"Another likely contender, U.S. Rep. Stephen Lynch (D-S. Boston), was in his Boston office yesterday but declined to comment.

"U.S. Rep. Edward Markey (D-Malden) has raked in $276,000 this year and has nearly $2.9 million, records show. A spokesman declined to comment on Markey's plans.

"Two names that can be crossed off the list are U.S. Reps. James McGovern (D-Worcester) and William Delahunt (D-Quincy), both of whom said they're not interested in running.

"Among the potential GOP candidates are former Lt. Gov. Kerry Healey, former White House Chief of Staff Andrew Card, former U.S. Attorney Michael Sullivan and ex-ambassador Chris Egan."

5266166The Globe's Joseph Williams reports, "Kennedy left $4.55 million campaign fund": "If Victoria Kennedy ran for the seat, said Christopher Hilland, a Federal Elections Commission spokesman, 'the only thing his campaign could do would be to contribute $2,000 to her campaign. She would have to start her own campaign committee. She can't take over these funds.'

"The senator's campaign committee and its treasurer, John Zamparelli, have the authority to keep the campaign account open indefinitely, allowing them to control the money. But their options are limited: they can donate any or all of the money to charity, give an unlimited amount to the Democratic Party and its political committees, or distribute it in increments of $2,000 a year."

VIRGINIA GOVERNORS RACE: "The Virginia governor's race ignited Monday over Republican Robert F. McDonnell's 20-year-old graduate thesis: Democrats assailed him in e-mail blasts and interviews for what he wrote about working women, homosexuals and 'fornicators,' and McDonnell tried to explain his views to crucial moderate and female voters," write the Washington Post's Amy Gardner, Rosalind S. Helderman and Anita Kumar.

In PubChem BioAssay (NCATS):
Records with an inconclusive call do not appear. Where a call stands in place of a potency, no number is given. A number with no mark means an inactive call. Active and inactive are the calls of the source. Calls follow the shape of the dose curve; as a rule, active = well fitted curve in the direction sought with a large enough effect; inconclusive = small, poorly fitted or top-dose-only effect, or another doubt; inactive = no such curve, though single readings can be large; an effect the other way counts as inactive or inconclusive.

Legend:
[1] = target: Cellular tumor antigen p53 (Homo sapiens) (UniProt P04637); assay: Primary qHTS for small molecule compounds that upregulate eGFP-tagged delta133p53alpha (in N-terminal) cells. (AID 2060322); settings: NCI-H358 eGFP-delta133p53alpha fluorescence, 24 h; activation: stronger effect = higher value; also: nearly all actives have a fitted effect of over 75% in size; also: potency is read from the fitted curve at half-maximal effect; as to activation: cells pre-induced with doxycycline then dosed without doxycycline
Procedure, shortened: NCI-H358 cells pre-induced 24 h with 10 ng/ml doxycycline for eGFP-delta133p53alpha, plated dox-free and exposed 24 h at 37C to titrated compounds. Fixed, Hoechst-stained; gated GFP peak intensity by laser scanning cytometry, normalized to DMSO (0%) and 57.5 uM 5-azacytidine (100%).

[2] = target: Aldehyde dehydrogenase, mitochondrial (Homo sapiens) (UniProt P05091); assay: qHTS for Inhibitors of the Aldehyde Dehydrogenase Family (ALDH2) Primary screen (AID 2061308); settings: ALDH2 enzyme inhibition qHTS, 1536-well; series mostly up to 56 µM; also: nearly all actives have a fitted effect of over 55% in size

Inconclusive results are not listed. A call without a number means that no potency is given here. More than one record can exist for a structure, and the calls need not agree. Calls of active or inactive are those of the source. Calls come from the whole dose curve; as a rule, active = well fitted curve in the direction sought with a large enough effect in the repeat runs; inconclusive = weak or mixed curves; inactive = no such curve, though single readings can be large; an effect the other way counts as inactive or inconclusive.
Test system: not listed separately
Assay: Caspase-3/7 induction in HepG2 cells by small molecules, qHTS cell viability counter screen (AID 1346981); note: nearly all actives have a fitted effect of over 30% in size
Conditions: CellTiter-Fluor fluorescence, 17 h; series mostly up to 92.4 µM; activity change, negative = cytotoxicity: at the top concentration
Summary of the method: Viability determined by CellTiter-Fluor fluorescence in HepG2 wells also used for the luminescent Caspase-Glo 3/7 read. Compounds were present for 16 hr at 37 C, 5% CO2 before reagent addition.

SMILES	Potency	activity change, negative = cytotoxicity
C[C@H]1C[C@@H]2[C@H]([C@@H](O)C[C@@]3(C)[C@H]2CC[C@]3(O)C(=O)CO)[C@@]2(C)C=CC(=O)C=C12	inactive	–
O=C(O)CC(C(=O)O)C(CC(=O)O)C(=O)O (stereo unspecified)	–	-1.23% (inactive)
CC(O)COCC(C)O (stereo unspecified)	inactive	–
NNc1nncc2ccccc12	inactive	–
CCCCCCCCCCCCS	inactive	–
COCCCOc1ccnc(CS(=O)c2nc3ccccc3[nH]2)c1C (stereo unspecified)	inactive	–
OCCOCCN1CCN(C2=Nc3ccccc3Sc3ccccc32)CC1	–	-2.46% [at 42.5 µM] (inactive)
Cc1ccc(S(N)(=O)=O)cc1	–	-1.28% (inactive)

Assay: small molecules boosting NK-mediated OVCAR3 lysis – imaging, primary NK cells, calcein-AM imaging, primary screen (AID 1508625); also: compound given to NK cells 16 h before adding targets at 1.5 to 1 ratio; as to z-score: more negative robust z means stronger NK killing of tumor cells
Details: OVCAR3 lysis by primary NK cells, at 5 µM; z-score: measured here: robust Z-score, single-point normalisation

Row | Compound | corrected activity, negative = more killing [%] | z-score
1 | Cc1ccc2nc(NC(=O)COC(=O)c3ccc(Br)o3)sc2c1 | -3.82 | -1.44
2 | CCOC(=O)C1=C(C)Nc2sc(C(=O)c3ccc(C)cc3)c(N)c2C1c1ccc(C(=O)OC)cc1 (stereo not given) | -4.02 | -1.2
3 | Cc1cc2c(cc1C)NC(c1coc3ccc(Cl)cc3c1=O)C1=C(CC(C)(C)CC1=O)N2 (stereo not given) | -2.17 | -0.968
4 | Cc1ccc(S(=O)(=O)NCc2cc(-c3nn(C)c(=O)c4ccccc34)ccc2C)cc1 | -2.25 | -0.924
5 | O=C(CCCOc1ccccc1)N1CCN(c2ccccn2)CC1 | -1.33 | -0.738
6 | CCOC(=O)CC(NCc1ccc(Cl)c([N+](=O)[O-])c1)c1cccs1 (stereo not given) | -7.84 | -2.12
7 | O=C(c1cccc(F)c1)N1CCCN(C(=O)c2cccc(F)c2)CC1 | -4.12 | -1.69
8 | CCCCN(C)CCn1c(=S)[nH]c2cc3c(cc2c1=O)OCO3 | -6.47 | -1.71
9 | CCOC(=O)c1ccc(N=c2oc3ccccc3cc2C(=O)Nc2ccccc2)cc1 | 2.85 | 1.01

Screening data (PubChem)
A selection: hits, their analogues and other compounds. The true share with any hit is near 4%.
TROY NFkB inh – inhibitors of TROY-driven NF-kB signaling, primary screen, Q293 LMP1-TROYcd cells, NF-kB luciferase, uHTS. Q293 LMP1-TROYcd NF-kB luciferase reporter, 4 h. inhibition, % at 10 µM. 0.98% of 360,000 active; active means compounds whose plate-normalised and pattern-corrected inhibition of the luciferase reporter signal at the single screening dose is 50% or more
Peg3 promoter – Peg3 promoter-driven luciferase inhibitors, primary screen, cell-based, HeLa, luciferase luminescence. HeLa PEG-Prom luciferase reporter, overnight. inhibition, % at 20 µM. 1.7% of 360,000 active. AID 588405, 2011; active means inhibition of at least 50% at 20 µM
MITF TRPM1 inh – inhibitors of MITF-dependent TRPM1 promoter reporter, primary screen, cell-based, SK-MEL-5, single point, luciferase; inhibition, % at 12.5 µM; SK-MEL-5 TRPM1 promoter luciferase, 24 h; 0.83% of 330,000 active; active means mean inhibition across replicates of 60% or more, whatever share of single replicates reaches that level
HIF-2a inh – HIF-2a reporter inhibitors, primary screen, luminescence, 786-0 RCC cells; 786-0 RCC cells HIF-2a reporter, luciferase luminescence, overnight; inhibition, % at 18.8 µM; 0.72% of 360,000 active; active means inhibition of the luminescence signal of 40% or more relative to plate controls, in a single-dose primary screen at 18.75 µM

"McDonnell's opponent, Democrat R. Creigh Deeds, bombarded state and national media with details of the thesis, submitted by McDonnell in 1989 for a master of arts in public policy and juris doctorate in law from Regent University in Virginia Beach.

"McDonnell, meanwhile, spoke by telephone to reporters for nearly 90 minutes, saying that his views have changed on many of the issues he explored as a graduate student. He also released a list of women who support his campaign."

"Mr. McDonnell's opponent, state Sen. R. Creigh Deeds, has increasingly questioned Mr. McDonnell's stance on social issues in recent weeks, trying to portray the Republican as too conservative for Virginia. Democrats on Monday argued that Mr. McDonnell attempted to enact the agenda outlined in the paper during his time in the General Assembly," adds the Washington Times' Sarah Abruzzese.

"'If Bob McDonnell becomes governor, he'll continue to use this thesis as a blueprint for pushing his extreme social agenda that will take Virginia backwards,' Mo Elleithee, a senior adviser to the Deeds campaign, said in an e-mail to supporters Sunday.

"Mr. McDonnell denied the charge.

"'The idle rhetoric of the other side about me having a dramatic social conservative agenda that is not good for Virginia is simply not true. It is not borne out in my legislative record,' he said."